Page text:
Measurement of Arterial Geometry and Wall Composition in the Carotid Sinus Baroreceptor Area
The overall dimensions of the carotid sinus, the thicknesses of the individual layers within its wall, and the tissue composition of the tunica media were measured on histological sections of the carotid bifurcation fixed in vivo in anesthetized dogs, cats, and rabbits. The outstanding dimensional features of the carotid sinus as compared to the adjoining carotid segments are its thinned media-intima layer and increased ratio of internal radius to media-intima thickness. These differences carry a high level of significance statistically. There appears to be no marked increase in the ratio of radius to whole-wall thickness in the sinus portion of the carotid tree. The tunica media in the carotid sinus wall contains more than twice as much elastic tissue per unit volume (mean value 62.3% elastin) as the media in the carotid vessels adjoining the sinus; reciprocally, smooth muscle constitutes 16.4% of the tunica media in the sinus wall but approximately 50% or more of the media in the common, internal, and external carotid arteries caudal and cranial to the sinus (mean values in percent of total volume). Results are discussed in relation to the position of the baroreceptors within the sinus wall and mechanisms of stimulating them.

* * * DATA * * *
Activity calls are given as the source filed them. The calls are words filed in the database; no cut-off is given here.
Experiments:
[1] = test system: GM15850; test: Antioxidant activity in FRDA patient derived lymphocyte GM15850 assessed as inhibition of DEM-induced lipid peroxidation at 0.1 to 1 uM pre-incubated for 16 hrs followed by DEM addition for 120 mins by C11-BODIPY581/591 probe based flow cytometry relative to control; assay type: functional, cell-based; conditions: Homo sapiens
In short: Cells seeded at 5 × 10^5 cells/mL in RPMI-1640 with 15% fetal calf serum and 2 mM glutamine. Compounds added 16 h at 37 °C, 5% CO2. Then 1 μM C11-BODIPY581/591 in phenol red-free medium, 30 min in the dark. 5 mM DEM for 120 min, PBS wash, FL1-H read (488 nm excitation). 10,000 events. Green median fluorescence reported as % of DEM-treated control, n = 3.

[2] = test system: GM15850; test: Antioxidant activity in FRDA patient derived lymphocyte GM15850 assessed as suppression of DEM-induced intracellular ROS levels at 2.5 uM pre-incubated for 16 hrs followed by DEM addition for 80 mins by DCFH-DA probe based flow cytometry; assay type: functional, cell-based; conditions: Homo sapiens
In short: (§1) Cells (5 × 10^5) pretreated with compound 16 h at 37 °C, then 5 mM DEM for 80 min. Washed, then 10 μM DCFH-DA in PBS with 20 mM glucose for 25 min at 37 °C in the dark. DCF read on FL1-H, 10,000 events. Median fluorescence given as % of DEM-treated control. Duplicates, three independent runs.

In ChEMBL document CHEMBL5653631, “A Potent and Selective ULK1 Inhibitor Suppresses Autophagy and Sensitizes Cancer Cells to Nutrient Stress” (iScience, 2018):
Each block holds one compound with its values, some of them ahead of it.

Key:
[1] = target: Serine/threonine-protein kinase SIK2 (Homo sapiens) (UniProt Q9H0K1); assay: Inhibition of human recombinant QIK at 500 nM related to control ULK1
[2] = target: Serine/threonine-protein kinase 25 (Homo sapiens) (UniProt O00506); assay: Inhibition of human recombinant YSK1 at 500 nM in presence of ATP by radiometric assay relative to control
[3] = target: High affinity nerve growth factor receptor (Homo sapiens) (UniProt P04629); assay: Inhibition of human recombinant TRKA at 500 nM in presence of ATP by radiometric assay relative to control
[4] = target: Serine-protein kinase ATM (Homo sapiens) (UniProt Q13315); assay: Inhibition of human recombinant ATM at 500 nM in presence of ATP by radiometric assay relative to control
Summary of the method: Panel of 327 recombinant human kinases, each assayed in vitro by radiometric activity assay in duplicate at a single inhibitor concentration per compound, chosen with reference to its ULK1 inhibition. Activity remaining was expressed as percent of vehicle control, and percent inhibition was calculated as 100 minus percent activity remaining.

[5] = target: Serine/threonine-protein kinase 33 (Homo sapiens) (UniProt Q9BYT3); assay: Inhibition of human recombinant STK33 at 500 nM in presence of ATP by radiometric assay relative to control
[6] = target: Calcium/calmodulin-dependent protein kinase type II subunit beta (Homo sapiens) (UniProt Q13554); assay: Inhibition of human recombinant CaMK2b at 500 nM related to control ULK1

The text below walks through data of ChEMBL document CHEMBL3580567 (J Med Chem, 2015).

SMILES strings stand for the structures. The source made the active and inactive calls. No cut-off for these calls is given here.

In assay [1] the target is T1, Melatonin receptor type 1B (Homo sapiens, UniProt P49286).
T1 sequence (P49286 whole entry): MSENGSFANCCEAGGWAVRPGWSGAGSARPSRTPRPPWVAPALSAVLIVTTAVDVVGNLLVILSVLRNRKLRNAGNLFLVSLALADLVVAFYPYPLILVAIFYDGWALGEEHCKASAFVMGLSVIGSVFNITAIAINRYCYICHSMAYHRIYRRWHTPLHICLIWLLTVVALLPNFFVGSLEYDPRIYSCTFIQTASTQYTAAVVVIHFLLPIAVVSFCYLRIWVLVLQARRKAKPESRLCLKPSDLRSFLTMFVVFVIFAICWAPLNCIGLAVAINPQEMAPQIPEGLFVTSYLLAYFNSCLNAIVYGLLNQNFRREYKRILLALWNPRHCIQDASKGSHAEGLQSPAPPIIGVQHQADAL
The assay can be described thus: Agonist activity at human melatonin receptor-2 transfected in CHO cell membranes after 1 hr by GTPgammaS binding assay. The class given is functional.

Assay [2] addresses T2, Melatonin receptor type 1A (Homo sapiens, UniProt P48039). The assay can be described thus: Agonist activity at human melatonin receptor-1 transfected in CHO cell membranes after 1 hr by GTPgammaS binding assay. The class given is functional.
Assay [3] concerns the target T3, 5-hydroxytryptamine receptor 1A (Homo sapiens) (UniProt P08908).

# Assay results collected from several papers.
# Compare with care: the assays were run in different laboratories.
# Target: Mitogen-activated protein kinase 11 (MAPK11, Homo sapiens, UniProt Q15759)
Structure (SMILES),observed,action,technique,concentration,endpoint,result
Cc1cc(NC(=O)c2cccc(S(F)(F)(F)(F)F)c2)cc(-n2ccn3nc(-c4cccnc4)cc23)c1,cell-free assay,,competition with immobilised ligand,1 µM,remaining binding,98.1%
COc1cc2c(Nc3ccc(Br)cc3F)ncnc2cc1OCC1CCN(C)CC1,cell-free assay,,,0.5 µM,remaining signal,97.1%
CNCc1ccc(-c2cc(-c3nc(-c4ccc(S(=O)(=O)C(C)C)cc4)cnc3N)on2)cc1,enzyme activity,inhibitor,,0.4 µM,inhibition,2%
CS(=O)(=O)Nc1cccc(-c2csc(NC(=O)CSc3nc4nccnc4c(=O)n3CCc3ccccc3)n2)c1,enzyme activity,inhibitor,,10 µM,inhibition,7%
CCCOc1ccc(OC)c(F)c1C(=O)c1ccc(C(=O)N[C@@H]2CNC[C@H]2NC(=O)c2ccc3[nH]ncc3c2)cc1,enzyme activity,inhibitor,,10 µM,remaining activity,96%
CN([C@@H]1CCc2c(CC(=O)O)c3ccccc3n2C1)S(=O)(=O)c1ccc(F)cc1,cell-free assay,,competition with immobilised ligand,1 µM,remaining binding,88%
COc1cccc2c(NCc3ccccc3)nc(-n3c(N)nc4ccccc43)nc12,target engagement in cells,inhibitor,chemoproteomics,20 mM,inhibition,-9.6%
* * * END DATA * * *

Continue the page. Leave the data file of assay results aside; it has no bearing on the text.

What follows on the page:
- electron microscopy
- smooth muscle
- arterial dimensions
- arterial wall thickness
- arterial wall properties
- Received May 10, 1968.
- © 1970 American Heart Association, Inc.